In 1880, years before creating Sherlock Holmes, a young Arthur Conan Doyle went to the Arctic as the surgeon aboard a whaling ship. He recorded his adventures in journals full of notes and drawings, which have been published for the first time in a book called Dangerous Work.
Tagged with “book:author=arthur conan doyle” (2)
In "The Ring of Thoth," an Egyptologist visits the Louvre and accidentally witnesses a strange event.
Based on the short story by Sir Arthur Conan Doyle, Escape’s adaptation is an interesting one with an unexpected ending. "The Ring of Thoth" was first published in 1890 and the short story is available online at Wikisource.
Mr. John Vansittart Smith, a British student of Egyptology, has come to the Egyptian Room of the Louvre to study. There he meets a curious looking attendant but otherwise, he is alone in the great hall. Not long afterwards, the quiet surroundings and his inability to concentrate cause him to drift off to sleep.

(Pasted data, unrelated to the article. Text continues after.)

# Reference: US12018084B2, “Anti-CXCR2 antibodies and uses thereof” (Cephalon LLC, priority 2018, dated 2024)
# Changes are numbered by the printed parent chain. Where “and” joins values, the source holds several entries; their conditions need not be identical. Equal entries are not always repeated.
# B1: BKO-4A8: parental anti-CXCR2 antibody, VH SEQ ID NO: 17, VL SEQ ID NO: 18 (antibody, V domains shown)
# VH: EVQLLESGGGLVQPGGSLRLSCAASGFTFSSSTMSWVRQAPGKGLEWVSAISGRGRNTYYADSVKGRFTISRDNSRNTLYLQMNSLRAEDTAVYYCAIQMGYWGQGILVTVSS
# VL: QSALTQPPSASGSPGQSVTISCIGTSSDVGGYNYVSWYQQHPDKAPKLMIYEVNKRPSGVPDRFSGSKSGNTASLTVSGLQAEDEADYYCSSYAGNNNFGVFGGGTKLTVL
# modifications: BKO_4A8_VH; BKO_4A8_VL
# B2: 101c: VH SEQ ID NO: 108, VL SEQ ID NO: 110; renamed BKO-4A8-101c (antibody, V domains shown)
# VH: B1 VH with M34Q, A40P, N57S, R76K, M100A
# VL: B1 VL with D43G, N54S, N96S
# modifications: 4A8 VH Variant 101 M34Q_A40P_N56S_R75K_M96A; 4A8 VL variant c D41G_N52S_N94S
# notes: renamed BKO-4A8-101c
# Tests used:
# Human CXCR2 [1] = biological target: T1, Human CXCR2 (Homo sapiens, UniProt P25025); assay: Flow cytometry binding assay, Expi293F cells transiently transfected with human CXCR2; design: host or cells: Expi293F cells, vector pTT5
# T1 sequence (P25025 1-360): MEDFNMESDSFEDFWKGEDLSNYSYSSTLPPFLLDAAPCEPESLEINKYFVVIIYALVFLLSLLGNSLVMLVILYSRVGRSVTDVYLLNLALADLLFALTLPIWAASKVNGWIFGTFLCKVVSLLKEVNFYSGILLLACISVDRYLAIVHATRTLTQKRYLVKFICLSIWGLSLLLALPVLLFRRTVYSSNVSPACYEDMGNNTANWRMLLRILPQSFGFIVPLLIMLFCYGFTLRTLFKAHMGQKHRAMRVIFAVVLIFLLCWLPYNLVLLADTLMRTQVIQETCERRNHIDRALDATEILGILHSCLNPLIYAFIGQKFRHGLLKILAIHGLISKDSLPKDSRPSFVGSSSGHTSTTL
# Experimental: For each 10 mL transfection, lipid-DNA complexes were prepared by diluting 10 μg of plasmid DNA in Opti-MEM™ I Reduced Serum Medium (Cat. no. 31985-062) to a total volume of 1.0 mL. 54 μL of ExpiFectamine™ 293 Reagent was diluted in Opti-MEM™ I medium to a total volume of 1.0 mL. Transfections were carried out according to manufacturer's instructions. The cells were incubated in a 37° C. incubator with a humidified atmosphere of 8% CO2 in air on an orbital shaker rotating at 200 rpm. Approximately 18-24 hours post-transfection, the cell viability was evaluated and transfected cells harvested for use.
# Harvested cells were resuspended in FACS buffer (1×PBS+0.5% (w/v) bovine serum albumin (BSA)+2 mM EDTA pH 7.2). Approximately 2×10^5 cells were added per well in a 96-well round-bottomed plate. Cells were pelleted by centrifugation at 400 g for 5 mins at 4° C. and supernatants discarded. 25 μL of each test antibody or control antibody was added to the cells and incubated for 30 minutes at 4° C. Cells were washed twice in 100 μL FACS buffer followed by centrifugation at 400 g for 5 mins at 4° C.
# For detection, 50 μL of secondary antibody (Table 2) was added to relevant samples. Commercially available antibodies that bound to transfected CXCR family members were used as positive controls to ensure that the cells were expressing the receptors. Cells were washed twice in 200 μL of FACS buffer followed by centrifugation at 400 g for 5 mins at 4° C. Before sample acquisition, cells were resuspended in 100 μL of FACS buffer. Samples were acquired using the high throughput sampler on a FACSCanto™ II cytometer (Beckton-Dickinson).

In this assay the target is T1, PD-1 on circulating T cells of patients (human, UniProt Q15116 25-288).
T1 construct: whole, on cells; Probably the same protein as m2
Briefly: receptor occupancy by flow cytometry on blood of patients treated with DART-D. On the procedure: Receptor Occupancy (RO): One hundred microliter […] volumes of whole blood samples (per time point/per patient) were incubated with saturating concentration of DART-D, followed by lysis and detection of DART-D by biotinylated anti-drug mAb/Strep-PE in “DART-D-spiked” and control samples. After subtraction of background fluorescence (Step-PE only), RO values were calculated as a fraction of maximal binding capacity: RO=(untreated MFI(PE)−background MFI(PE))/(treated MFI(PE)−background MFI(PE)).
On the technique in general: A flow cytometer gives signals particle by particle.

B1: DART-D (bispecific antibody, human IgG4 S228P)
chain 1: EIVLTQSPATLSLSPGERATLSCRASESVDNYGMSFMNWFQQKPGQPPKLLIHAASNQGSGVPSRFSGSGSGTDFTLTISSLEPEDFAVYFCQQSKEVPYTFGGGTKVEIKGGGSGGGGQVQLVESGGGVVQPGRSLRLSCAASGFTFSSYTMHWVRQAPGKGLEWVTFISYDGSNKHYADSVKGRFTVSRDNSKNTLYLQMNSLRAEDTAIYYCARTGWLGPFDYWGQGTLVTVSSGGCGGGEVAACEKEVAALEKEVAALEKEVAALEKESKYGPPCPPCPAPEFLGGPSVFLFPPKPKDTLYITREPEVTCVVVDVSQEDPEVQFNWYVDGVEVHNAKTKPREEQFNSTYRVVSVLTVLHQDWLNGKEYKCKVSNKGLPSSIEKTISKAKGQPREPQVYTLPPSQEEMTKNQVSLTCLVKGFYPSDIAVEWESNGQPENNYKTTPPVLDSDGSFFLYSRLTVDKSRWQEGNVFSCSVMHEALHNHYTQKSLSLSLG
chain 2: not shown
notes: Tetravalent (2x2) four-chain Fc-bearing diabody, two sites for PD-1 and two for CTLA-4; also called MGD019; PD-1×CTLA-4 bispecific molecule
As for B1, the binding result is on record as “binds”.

When Smith wakes, it is the middle of the night and he is locked inside the darkened museum. Soon, he becomes aware that someone else is there, too. A mysterious figure holding a light has come into the hall and opened the case of one of the mummies. Smith realizes that it is the attendant that he saw earlier in the day, and as he watches from the shadows, he becomes involved in the extraordinary story of the ring of Thoth.
"The Ring of Thoth" was adapted for Escape by Les Crutchfield and produced/directed by William N. Robson. Jack Webb, Thomas Freebairn-Smith, and Joan Banks starred. This episode aired on August 11, 1947.